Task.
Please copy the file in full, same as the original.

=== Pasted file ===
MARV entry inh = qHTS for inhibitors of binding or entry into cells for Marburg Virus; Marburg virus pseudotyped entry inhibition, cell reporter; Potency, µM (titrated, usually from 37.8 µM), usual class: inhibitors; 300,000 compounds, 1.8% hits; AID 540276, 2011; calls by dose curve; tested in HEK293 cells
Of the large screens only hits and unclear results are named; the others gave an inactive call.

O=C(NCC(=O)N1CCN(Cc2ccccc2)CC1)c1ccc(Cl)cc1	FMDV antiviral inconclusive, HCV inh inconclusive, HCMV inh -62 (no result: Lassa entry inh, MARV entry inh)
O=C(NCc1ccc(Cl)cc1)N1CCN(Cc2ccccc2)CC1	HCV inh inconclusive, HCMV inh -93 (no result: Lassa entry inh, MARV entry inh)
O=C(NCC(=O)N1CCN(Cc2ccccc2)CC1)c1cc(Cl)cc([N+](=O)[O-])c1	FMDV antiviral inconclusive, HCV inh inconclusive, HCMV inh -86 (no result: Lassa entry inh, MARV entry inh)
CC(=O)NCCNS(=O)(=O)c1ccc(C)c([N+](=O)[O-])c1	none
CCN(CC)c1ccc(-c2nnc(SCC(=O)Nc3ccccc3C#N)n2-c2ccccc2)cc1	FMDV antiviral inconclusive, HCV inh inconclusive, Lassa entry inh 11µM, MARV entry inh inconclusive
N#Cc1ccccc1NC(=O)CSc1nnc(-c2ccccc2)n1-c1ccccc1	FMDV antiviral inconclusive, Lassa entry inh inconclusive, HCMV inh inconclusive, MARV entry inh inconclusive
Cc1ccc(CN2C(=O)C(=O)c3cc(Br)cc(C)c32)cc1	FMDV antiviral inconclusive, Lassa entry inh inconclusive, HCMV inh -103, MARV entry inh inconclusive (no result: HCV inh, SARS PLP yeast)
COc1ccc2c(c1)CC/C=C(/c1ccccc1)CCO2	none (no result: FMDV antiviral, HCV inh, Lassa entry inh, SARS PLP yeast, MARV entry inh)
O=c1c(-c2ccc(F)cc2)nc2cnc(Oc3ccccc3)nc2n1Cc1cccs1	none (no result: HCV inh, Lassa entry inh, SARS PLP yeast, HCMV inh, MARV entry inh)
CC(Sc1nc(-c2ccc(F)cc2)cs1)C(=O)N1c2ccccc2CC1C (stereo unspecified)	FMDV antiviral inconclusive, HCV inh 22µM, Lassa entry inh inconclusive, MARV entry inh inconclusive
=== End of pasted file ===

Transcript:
MARV entry inh = qHTS for inhibitors of binding or entry into cells for Marburg Virus; Marburg virus pseudotyped entry inhibition, cell reporter; Potency, µM (titrated, usually from 37.8 µM), usual class: inhibitors; 300,000 compounds, 1.8% hits; AID 540276, 2011; calls by dose curve; tested in HEK293 cells
Of the large screens only hits and unclear results are named; the others gave an inactive call.

O=C(NCC(=O)N1CCN(Cc2ccccc2)CC1)c1ccc(Cl)cc1	FMDV antiviral inconclusive, HCV inh inconclusive, HCMV inh -62 (no result: Lassa entry inh, MARV entry inh)
O=C(NCc1ccc(Cl)cc1)N1CCN(Cc2ccccc2)CC1	HCV inh inconclusive, HCMV inh -93 (no result: Lassa entry inh, MARV entry inh)
O=C(NCC(=O)N1CCN(Cc2ccccc2)CC1)c1cc(Cl)cc([N+](=O)[O-])c1	FMDV antiviral inconclusive, HCV inh inconclusive, HCMV inh -86 (no result: Lassa entry inh, MARV entry inh)
CC(=O)NCCNS(=O)(=O)c1ccc(C)c([N+](=O)[O-])c1	none
CCN(CC)c1ccc(-c2nnc(SCC(=O)Nc3ccccc3C#N)n2-c2ccccc2)cc1	FMDV antiviral inconclusive, HCV inh inconclusive, Lassa entry inh 11µM, MARV entry inh inconclusive
N#Cc1ccccc1NC(=O)CSc1nnc(-c2ccccc2)n1-c1ccccc1	FMDV antiviral inconclusive, Lassa entry inh inconclusive, HCMV inh inconclusive, MARV entry inh inconclusive
Cc1ccc(CN2C(=O)C(=O)c3cc(Br)cc(C)c32)cc1	FMDV antiviral inconclusive, Lassa entry inh inconclusive, HCMV inh -103, MARV entry inh inconclusive (no result: HCV inh, SARS PLP yeast)
COc1ccc2c(c1)CC/C=C(/c1ccccc1)CCO2	none (no result: FMDV antiviral, HCV inh, Lassa entry inh, SARS PLP yeast, MARV entry inh)
O=c1c(-c2ccc(F)cc2)nc2cnc(Oc3ccccc3)nc2n1Cc1cccs1	none (no result: HCV inh, Lassa entry inh, SARS PLP yeast, HCMV inh, MARV entry inh)
CC(Sc1nc(-c2ccc(F)cc2)cs1)C(=O)N1c2ccccc2CC1C (stereo unspecified)	FMDV antiviral inconclusive, HCV inh 22µM, Lassa entry inh inconclusive, MARV entry inh inconclusive